India loses communication with its unmanned moon lander
NEW DELHI — India’s space agency says it has lost communication with its unmanned spacecraft that was set to touch down Saturday on the moon’s south pole.
“Communications from lander to ground station was lost,” said K Sivan, chairman of the Indian Space Research Organisation. “The data is being analysed.”
It is not clear if the mission had failed.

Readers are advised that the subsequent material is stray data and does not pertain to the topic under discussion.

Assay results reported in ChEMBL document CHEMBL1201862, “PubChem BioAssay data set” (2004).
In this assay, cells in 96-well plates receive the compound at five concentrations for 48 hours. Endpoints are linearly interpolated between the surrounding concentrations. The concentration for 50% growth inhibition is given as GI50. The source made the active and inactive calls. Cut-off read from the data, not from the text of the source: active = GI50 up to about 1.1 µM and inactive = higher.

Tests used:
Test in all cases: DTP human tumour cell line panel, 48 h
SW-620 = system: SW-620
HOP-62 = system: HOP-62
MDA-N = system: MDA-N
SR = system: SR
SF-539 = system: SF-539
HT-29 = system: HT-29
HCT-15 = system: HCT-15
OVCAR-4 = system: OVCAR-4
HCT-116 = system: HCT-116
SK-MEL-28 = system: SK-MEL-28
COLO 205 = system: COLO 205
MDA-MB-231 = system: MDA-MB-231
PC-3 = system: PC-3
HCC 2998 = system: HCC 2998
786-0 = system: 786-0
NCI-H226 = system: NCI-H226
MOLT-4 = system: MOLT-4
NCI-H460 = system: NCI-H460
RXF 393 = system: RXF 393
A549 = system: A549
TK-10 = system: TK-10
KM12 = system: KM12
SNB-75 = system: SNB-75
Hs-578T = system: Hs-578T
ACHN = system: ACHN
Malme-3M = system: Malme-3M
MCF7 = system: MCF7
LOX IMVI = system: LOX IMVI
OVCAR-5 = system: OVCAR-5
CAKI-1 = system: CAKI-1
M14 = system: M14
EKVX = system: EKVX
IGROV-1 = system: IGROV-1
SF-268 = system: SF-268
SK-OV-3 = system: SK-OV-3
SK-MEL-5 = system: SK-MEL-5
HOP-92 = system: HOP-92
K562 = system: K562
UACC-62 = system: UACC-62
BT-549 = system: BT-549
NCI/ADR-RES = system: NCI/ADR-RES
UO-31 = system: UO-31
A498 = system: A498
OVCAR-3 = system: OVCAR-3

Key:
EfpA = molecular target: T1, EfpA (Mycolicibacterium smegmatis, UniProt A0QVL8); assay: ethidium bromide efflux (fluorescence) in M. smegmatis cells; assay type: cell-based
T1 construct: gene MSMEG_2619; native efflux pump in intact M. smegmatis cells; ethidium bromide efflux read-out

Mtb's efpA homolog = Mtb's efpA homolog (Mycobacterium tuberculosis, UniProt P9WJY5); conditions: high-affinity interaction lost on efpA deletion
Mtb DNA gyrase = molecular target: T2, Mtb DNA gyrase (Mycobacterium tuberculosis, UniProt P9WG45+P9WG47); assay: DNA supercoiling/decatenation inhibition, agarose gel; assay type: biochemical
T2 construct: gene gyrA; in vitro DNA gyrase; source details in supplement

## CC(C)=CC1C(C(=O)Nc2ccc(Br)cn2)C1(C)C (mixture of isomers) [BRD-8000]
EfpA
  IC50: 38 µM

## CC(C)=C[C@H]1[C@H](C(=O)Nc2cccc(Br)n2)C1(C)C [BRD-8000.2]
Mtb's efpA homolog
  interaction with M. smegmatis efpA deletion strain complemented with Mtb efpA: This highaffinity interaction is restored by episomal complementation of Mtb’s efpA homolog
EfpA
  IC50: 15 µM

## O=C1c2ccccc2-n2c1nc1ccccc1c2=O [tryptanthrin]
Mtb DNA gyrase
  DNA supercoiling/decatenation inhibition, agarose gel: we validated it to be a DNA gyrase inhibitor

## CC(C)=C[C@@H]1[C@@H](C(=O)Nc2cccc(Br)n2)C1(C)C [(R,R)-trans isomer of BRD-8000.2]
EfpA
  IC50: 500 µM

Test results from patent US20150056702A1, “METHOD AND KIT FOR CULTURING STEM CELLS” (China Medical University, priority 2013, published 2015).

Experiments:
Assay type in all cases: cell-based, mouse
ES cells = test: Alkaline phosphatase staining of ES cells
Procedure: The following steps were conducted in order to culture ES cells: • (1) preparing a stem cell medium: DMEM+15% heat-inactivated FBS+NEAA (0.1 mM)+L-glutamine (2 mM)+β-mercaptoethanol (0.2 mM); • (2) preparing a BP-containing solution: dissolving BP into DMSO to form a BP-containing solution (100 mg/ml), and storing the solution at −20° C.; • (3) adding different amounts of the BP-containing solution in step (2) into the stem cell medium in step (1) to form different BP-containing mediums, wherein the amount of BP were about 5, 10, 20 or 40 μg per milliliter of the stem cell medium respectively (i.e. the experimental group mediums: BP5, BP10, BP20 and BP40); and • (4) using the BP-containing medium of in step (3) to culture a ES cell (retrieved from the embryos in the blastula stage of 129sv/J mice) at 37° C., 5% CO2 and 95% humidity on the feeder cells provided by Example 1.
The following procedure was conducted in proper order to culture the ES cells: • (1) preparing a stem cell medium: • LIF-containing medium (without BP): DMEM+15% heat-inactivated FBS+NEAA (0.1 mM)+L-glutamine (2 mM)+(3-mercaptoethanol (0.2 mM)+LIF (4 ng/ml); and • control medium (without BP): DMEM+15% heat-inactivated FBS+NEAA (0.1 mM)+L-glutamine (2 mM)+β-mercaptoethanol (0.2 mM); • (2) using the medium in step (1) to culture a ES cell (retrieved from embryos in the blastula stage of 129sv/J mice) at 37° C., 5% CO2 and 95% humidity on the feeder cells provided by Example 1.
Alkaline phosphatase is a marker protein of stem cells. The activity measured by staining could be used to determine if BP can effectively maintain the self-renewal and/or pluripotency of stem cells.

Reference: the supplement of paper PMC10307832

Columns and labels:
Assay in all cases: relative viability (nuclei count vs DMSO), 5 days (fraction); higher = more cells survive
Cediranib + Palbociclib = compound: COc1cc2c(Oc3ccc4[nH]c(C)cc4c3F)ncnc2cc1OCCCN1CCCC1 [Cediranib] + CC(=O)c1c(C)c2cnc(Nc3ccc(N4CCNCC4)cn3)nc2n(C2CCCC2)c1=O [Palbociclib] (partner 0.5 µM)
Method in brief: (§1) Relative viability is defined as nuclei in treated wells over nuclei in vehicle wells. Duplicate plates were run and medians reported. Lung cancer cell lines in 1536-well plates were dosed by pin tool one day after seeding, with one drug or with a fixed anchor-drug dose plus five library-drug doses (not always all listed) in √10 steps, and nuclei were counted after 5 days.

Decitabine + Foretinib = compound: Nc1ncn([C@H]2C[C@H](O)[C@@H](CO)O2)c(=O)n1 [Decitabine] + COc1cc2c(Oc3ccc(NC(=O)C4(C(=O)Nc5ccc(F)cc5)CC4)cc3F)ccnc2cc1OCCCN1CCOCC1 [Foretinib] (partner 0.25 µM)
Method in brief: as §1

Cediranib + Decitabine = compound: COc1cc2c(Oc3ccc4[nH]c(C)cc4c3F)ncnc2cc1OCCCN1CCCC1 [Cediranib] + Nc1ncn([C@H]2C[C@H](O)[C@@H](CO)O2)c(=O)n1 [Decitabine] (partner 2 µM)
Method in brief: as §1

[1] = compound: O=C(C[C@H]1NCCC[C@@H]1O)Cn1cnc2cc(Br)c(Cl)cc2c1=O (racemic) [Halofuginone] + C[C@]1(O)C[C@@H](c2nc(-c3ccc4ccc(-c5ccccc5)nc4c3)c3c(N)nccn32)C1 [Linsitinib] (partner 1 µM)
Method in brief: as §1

A successful landing would make India just the fourth country to land a vessel on the lunar surface, and only the third nation to operate a robotic rover there.
The roughly $140 million mission, known as Chandrayaan-2, is intended to study permanently shadowed moon craters that are thought to contain water deposits that were confirmed by the Chandrayaan-1 mission in 2008.